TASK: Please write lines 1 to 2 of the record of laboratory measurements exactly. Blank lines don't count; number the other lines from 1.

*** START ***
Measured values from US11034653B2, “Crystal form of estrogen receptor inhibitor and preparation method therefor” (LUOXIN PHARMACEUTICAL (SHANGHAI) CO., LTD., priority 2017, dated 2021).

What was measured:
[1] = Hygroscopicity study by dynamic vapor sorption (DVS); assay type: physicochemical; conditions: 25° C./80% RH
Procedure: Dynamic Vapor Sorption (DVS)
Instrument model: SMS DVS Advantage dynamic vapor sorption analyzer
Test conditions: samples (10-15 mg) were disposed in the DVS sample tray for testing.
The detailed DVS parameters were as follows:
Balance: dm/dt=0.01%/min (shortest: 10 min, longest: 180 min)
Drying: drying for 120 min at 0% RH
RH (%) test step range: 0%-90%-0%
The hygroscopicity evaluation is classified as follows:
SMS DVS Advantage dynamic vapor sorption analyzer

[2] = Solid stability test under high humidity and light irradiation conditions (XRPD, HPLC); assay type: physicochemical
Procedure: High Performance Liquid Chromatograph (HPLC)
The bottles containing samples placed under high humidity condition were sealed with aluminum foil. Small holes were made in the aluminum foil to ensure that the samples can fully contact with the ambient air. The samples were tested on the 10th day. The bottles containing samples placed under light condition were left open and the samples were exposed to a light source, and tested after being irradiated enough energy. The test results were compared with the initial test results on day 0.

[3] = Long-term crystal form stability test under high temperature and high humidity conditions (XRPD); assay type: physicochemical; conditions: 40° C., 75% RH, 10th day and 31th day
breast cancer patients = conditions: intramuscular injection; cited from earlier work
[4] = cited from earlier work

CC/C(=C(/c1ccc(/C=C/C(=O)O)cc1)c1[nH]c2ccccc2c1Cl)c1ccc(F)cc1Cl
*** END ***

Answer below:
Measured values from US11034653B2, “Crystal form of estrogen receptor inhibitor and preparation method therefor” (LUOXIN PHARMACEUTICAL (SHANGHAI) CO., LTD., priority 2017, dated 2021).

What was measured: